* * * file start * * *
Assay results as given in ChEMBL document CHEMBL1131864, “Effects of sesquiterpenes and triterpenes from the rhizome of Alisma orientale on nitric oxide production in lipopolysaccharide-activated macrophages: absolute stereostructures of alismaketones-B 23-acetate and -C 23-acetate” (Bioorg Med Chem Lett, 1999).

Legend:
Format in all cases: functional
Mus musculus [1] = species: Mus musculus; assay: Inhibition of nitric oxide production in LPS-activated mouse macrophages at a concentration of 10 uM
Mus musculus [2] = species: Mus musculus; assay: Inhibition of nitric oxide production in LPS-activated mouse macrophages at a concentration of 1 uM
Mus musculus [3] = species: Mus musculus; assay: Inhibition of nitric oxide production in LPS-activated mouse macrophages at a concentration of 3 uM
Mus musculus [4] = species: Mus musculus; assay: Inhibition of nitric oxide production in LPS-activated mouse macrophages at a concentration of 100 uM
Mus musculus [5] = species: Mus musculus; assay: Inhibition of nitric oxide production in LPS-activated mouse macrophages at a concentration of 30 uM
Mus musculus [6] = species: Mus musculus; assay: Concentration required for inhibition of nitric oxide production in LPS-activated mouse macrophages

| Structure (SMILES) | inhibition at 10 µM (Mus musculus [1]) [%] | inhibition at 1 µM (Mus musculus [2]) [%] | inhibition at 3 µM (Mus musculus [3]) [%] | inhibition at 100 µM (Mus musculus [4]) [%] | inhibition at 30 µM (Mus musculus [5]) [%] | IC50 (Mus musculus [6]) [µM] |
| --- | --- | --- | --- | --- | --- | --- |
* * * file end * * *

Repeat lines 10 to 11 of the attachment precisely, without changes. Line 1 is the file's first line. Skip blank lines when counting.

| Structure (SMILES) | inhibition at 10 µM (Mus musculus [1]) [%] | inhibition at 1 µM (Mus musculus [2]) [%] | inhibition at 3 µM (Mus musculus [3]) [%] | inhibition at 100 µM (Mus musculus [4]) [%] | inhibition at 30 µM (Mus musculus [5]) [%] | IC50 (Mus musculus [6]) [µM] |
| --- | --- | --- | --- | --- | --- | --- |